The penalties for FBAR noncompliance are stiffer than the civil tax penalties ordinarily imposed for delinquent taxes. The penalties for noncompliance which the government may impose include a fine of not more than $500,000 and imprisonment of not more than five years, for failure to file a report, supply information, and for filing a false or fraudulent report.

Note that the filing threshold is different for the FBAR than for Form 8938 and the FBAR is filed separately from your Form 1040.

Foreign Tax Credit

If you paid or accrued foreign taxes to a foreign government on foreign source income that is still subject to U.S. tax, you may be able to take either a credit or itemized deduction for those taxes. The IRS allows the foreign tax credit so that you are not doubly taxed on the same income.

Taken as a deduction, the foreign income taxes reduce your U.S. taxable income. Taken as a credit, foreign income taxes reduce your tax liability. Most of the time, it is more advantageous to take foreign income taxes as a tax credit.

To claim the foreign tax credit, you need to fill out IRS Form 1116 unless the amount of credit you are claiming is $300 or less ($600 if married filing a joint return).

The laws regarding the foreign tax credit are complex and the application of the foreign tax credit can vary depending on various factors. For example, if you have foreign sourced qualified dividends or capital gains or capital losses that will affect the amount of foreign tax credit you can take.

Also, the U.S. has different tax treaties with other countries that may limit your foreign tax. The tax treaty with each country specifically addresses the type of income for which the tax credit is available and the rate limitation. For example, the tax treaty with the United Kingdom does not allow a tax credit for foreign taxes paid with respect to interest income. Also, the tax treaty with India caps the foreign taxes paid to 15%.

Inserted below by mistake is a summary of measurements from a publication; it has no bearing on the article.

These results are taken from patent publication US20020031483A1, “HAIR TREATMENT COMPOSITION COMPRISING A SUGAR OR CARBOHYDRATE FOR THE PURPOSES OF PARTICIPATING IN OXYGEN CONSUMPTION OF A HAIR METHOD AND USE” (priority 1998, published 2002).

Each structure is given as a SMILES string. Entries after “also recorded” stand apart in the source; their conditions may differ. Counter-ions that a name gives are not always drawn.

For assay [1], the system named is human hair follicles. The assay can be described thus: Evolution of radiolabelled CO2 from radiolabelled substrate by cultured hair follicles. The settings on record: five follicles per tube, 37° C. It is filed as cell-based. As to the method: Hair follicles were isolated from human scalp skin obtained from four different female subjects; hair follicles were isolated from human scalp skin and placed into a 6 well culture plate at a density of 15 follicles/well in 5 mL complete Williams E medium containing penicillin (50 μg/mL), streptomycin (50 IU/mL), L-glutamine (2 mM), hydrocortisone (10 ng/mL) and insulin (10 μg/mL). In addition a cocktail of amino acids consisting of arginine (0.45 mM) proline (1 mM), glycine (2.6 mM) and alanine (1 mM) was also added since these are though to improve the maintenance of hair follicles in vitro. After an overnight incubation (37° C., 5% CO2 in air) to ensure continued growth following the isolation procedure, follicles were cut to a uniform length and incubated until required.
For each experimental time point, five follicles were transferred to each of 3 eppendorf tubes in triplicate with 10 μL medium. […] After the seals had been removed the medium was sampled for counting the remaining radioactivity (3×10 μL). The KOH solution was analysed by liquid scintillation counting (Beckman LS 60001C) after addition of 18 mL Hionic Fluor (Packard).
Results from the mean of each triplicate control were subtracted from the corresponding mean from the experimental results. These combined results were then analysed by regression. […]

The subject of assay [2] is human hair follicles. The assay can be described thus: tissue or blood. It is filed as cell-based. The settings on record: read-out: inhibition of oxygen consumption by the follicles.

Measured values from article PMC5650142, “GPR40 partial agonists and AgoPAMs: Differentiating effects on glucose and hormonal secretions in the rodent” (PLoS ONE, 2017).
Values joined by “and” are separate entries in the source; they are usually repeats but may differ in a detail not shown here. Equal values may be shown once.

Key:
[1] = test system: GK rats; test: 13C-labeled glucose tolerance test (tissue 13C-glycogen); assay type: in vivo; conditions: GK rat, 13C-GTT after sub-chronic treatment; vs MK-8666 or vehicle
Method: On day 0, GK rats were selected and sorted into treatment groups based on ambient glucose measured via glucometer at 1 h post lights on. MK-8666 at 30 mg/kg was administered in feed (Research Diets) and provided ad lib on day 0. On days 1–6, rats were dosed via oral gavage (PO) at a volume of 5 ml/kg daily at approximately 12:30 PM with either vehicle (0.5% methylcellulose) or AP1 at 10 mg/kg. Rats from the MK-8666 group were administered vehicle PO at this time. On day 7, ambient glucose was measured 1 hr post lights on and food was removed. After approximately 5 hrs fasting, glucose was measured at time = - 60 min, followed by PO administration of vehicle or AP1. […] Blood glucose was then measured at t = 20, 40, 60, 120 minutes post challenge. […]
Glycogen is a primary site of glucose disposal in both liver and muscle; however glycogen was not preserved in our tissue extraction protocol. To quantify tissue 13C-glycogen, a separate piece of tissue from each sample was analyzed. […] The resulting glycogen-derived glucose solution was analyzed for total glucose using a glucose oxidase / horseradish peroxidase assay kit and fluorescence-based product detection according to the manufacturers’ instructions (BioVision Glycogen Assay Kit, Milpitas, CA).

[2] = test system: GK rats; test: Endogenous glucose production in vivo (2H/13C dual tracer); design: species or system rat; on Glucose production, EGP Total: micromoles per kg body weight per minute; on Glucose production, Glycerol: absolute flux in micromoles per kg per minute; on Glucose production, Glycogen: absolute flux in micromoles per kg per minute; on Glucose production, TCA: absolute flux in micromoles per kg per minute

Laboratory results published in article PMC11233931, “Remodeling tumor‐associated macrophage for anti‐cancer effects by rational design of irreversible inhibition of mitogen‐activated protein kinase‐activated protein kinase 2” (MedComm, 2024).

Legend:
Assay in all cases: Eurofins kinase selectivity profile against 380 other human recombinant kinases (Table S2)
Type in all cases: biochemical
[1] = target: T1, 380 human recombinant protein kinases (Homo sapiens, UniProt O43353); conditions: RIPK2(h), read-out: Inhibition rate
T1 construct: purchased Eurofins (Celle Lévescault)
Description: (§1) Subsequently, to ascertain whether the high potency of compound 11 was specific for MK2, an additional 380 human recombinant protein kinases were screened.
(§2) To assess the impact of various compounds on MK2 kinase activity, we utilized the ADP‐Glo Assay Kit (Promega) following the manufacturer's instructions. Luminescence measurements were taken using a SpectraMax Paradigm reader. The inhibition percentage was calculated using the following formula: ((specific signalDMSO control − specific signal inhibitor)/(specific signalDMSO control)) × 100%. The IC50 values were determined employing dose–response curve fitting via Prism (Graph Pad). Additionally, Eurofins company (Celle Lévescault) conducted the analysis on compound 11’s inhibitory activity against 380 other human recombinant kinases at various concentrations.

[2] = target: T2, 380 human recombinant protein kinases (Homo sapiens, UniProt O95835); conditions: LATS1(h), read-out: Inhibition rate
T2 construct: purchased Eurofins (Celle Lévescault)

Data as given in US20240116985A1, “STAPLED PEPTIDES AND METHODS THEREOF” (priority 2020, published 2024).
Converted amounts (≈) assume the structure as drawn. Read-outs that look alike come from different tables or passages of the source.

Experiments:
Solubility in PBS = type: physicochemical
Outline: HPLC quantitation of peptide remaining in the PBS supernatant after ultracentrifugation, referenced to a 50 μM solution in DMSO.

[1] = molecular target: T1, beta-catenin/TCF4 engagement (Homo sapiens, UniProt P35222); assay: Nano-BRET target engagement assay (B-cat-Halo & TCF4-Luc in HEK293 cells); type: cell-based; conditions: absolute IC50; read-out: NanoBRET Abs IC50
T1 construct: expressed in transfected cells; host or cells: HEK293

But in all cases, if the foreign income is not recognized on your U.S. tax return, you cannot claim as a foreign tax credit the taxes paid to the foreign county on said income.


In 2014 Obamacare (otherwise known as the Affordable Care Act) came into effect. While this doesn’t impact your 2013 taxes, you need to be aware of the future impact it can have on you.Obamacare requires that every American hold the minimum essential healthcare coverage—those who don’t will pay a penalty on their taxes. If you qualify as an expat (via the PPT or BFR) you are exempt from Obamacare. If you do not qualify (i.e. you are on a shorter-term assignment or haven’t been abroad long enough yet) or you are ineligible for a qualifying U.S. expatriate healthcare policy, you may be subject to the tax. The penalty for 2014 is the greater of $95 per adult and $47.50 per child OR 1% of your family income (defined as income over and above the filing threshold). If you return to the U.S. after being abroad, you will be required to enroll in a qualified policy in order to avoid the tax.

Staying abreast of the latest tax updates is critical for expats, as these updates can certainly save you money and help avoid costly oversights. If you have never reported your foreign investments on your U.S. Tax Returns, you should seriously consider participating in the IRS’s Offshore Voluntary Disclosure Initiative (OVDI). Once the IRS contacts you, you cannot get into this program and would be subject to the maximum penalties (civil and criminal) under the tax law. Taxpayers who hire an experienced tax attorney in Offshore Account Voluntary Disclosures should result in avoiding any pitfalls and gaining the maximum benefits conferred by this program.